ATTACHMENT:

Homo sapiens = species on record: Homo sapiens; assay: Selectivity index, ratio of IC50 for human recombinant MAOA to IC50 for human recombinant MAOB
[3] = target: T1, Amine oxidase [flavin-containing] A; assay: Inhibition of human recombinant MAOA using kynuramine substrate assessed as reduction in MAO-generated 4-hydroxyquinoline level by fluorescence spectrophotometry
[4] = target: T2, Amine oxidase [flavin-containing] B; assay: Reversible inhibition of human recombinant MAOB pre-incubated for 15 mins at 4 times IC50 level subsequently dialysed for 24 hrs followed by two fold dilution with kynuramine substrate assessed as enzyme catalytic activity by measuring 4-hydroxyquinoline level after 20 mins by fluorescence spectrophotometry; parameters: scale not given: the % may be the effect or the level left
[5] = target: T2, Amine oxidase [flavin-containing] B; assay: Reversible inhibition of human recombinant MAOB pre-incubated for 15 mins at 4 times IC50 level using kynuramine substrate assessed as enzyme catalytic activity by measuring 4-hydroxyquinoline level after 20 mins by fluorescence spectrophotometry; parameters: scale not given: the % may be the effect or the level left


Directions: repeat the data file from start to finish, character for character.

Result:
Homo sapiens = species on record: Homo sapiens; assay: Selectivity index, ratio of IC50 for human recombinant MAOA to IC50 for human recombinant MAOB
[3] = target: T1, Amine oxidase [flavin-containing] A; assay: Inhibition of human recombinant MAOA using kynuramine substrate assessed as reduction in MAO-generated 4-hydroxyquinoline level by fluorescence spectrophotometry
[4] = target: T2, Amine oxidase [flavin-containing] B; assay: Reversible inhibition of human recombinant MAOB pre-incubated for 15 mins at 4 times IC50 level subsequently dialysed for 24 hrs followed by two fold dilution with kynuramine substrate assessed as enzyme catalytic activity by measuring 4-hydroxyquinoline level after 20 mins by fluorescence spectrophotometry; parameters: scale not given: the % may be the effect or the level left
[5] = target: T2, Amine oxidase [flavin-containing] B; assay: Reversible inhibition of human recombinant MAOB pre-incubated for 15 mins at 4 times IC50 level using kynuramine substrate assessed as enzyme catalytic activity by measuring 4-hydroxyquinoline level after 20 mins by fluorescence spectrophotometry; parameters: scale not given: the % may be the effect or the level left